The world’s population will reach 8 billion people on Tuesday, marking a “milestone in human development” before birth rates begin to fall, according to a United Nations projection.
In a statement, the UN said the figure meant 1 billion people had been added to the world’s population in just 12 years.
“This unprecedented growth is due to the gradual increase in human lifespan due to improvements in public health, nutrition, personal hygiene and medicine. It is also the result of high and persistent fertility levels in some countries,” the UN statement said.
Middle-income countries, mainly in Asia, accounted for most of the growth over the past decade, adding some 700 million people since 2011. India added about 180 million people and will surpass China next year as the world’s largest world’s most populous nation.
But even as the world’s population hits new highs, demographers note that the rate of growth has steadily declined to less than 1% per year. This should prevent the world from reaching 9 billion people by 2037. The UN predicts that the world’s population will peak at about 10.4 billion people in the 2080s and will remain at that level until 2100.
Most of the 2.4 billion people that will be added before the world’s population peaks will be born in sub-Saharan Africa, according to the UN, marking a shift away from China and India.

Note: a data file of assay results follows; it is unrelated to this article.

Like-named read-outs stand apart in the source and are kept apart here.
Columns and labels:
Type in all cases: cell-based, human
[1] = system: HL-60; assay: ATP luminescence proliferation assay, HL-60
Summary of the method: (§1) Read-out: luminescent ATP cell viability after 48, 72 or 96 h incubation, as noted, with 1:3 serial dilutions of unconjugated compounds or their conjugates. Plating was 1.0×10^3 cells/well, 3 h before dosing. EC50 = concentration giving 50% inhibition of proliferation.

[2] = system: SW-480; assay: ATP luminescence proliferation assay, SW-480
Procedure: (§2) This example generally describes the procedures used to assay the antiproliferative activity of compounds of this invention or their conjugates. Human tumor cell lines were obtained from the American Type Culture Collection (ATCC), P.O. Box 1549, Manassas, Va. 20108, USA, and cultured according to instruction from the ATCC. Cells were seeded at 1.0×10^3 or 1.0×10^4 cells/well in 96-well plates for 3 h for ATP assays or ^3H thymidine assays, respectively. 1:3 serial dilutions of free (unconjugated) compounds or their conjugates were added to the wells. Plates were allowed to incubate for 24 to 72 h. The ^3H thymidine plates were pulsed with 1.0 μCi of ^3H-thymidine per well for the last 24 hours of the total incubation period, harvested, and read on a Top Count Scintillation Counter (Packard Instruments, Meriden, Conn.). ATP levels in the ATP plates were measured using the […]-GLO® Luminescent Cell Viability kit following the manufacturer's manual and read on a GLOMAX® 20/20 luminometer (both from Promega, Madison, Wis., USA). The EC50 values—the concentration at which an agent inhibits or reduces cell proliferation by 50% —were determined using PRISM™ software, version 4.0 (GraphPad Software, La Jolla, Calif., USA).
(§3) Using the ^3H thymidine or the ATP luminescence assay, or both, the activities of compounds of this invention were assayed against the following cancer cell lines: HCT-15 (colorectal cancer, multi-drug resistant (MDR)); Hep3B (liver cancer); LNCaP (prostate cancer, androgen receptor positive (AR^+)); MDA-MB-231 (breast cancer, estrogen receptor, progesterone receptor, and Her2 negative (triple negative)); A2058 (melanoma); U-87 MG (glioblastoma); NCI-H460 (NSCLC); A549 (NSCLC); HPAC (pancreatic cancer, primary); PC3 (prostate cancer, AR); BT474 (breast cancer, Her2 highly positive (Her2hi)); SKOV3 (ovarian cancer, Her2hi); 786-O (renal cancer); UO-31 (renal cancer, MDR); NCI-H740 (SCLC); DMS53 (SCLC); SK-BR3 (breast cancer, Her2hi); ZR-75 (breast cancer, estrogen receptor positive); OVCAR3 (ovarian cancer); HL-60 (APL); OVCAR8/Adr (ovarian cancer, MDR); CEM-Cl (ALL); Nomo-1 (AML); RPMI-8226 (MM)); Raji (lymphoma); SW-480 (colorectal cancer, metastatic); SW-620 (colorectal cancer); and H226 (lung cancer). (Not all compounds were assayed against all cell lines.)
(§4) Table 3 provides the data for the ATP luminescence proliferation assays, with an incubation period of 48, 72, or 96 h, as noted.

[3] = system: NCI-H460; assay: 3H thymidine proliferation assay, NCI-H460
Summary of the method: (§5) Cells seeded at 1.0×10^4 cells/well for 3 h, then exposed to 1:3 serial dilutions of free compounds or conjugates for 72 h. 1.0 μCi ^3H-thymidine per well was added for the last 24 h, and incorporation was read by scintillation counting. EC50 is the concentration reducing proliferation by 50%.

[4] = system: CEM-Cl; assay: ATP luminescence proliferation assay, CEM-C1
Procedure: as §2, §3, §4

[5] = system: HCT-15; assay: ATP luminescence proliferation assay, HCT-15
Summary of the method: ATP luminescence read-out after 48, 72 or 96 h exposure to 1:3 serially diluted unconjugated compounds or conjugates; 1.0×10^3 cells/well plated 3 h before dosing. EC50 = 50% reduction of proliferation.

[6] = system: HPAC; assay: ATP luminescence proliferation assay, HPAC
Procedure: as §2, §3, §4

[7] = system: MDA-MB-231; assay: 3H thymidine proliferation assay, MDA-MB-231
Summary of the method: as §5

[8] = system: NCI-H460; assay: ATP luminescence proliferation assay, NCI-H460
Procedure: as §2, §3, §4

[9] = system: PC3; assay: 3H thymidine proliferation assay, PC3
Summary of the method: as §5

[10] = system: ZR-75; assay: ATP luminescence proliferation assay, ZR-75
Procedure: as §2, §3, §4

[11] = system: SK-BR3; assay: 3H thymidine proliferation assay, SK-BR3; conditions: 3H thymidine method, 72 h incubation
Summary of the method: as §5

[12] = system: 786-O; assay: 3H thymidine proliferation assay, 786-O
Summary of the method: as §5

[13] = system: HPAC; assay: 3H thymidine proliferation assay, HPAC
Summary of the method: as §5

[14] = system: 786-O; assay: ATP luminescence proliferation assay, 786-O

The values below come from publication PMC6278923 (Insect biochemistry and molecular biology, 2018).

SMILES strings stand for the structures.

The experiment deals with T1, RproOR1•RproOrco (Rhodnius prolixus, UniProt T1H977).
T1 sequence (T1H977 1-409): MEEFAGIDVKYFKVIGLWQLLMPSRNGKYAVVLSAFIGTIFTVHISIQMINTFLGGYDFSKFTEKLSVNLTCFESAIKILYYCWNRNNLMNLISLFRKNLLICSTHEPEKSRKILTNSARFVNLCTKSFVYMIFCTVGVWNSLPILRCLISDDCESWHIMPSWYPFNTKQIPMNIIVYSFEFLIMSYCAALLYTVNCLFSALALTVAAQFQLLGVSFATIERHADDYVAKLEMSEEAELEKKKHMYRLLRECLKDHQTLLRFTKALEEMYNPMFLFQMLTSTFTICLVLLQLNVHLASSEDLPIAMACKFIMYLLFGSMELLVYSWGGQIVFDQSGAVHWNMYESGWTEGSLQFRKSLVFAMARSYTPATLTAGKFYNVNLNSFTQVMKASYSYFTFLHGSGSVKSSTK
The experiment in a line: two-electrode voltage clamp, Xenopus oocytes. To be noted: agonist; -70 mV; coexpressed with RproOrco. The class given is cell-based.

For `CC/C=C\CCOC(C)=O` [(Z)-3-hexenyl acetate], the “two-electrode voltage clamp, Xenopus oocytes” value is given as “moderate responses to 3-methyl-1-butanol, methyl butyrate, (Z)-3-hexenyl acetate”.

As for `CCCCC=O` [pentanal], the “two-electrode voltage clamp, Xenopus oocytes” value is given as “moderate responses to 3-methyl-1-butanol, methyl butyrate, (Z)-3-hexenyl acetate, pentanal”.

Reaching a world population of 8 billion “is an opportunity to celebrate diversity and progress while recognizing humanity’s shared responsibility for the planet,” UN Secretary-General António Guterres said in the UN statement.
Having more people on Earth puts more pressure on nature, as humans compete with wildlife for water, food and space. Meanwhile, rapid population growth coupled with climate change is also likely to drive mass migration and conflict in the coming decades, experts say.
And whether it’s food or water, batteries or gasoline, there will be less to trade as the world’s population grows. But how much they consume is just as important, suggesting that policymakers can make a big difference by mandating a shift in consumption patterns.
The carbon emissions of the richest 1%, or about 63 million people, were more than double the emissions of the poorest half of humanity between 1990 and 2015, according to a 2020 analysis by the Stockholm Environment Institute and nonprofit Oxfam International .
Pressure on resources will be especially daunting in African countries, where populations are expected to grow, experts say. These are also the countries most vulnerable to climate impacts and most in need of climate finance.